Tag Archives: Milton Keynes

Unexpected: MK is a photographic celebration of Milton Keynes at 50

Unexpected: MK bookNext year Milton Keynes turns 50. Local photographer (amongst other things), Gill Prince, is the woman behind the lens that captured… yes, you guessed it… 50 images of Milton Keynes, immortalised in a book to celebrate its half century. Keen to illustrate it’s more than roundabouts and concrete cows, Gill’s book is entitled Unexpected: MKa photographic celebration of Milton Keynes at 50.

I caught up with Gill over coffee to talk photography, social media and top tips…

Photography and social media – help or hindrance?

Gill’s a modern photographer: she embraces the benefits social media brings to her line of work but is mindful of the pitfalls too; it’s hard(er) to make money from photography in the social media age.

“Before I was on Twitter, there was a fire on my estate and I managed to find a back way in and get some shots that no one else had, and I emailed them to the editor of the local paper. But now, of course, the best way to get your photos seen is to post them up on social media. It has definitely ripped a hole in the news media market because it’s all done on social media now and no one expects to pay for it.

“Years ago you could sell high resolution pictures for hundreds of pounds; now there’s social media everyone can take a photo using their smartphone, there’s a lot out there.

“But there are up sides,” she said. While admitting that Twitter, at first, terrified her, she recognises the power it has to tap into harder-to-reach audiences and has proved a vital tool in raising the sponsorship and support needed to get Unexpected: MK into print. Crowdsourcing funds, raising awareness and making useful contacts are just some of the benefits Gill is enjoying courtesy of social media.

“I have an audience of people who are interested in what I’m doing and I don’t think I could have achieved that without social media. I think the positives outweigh the negatives, you just have to think carefully about how you can generate an income from it.”

‘The best camera is the one you have with you’

I asked this question of Giulio Saggin in my previous blog post, and I put it to Gill too: What’s the difference, these days, between ‘proper’ photographic kit and cameras, versus the smartphones we all carry around in our pockets?

“The best camera is the one you have with you!” she says. “It’s a brilliant phrase and absolutely true, if all you have with you is a smartphone then it’s absolutely the best thing to take a picture with because it’s that or nothing.

“Smartphones are brilliant as a photography tool, people have them with them all the time. One of the reasons photography has exploded is because we all have them in our pockets wherever we go. Generally, these days, whatever you’re doing, you have a phone on you, and there’s no conscious decision made to take it with you to capture photos.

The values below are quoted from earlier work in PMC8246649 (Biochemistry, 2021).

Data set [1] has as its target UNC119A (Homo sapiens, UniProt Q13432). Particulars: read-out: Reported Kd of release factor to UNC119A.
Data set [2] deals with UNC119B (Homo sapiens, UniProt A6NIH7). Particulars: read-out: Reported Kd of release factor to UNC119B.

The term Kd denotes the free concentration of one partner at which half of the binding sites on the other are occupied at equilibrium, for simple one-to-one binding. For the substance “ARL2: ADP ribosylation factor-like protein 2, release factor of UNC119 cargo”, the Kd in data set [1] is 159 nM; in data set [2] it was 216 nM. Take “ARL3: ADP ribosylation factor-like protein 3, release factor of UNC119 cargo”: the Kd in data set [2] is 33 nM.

“They’re a great tool and perfect for social media – most of the basics settings you get on a phone will take a great image. Where proper kit takes over if when you are trying to take pictures that an iPhone won’t be able to, perhaps where you need a tripod for long exposure, or special filters. For 80 per cent of what’s beneficial on social media you can do it with 20 per cent of the kit, and that 20 per cent is a smartphone.”

And Gill uses both her professional camera and her iPhone to capture beautiful scenes, but confesses to tagging images with #iPhoneography to distinguish between the two.

“The difference between a good phone shot and proper camera shot is becoming smaller – so that bit that takes you into the professional bracket is being constantly squeezed. You also have to lug larger kit around with you so I totally get why people choose phones.”

Hopping over to a new platform: meet Insta Bunny


Gill confessed to being intimidated when first discovering Twitter but soon grew to enjoy it’s conversation and networking capabilities which have been instrumental in turning the concept of Unexpected: MK into a reality.

But what about Instagram? That’s supposed to be great for photographers, right?

“I wanted to investigate Instagram earlier in the year but didn’t want to stick my head above the parapet with my own business, because the unknown is scary. But I found it to be less scary than Twitter because it’s less interactive.”

Gill set up the InstaBunnyDiaries account on Instagram and tested the platform with the benefit of anonymity, using all the principles of photography she applies in her professional work, but with a stuffed bunny rabbit taking centre stage, quite often travelling or drinking prosecco.

Gill gained followers with little effort and it gave her the confidence to finally put her professional name to an Instagram account and post photos to help promote her book, and Milton Keynes as a place of interest – not just roundabouts, concrete cows and a large shopping centre.

But the jury’s still out for Gill. “I get about 20 likes for every one follower. I find it fascinating and a little odd and I’m not sure I get it or that it adds value to my business in the same way Twitter is. I’m selective with what I post on there and I also forget it’s there as I’m much more active on Twitter.”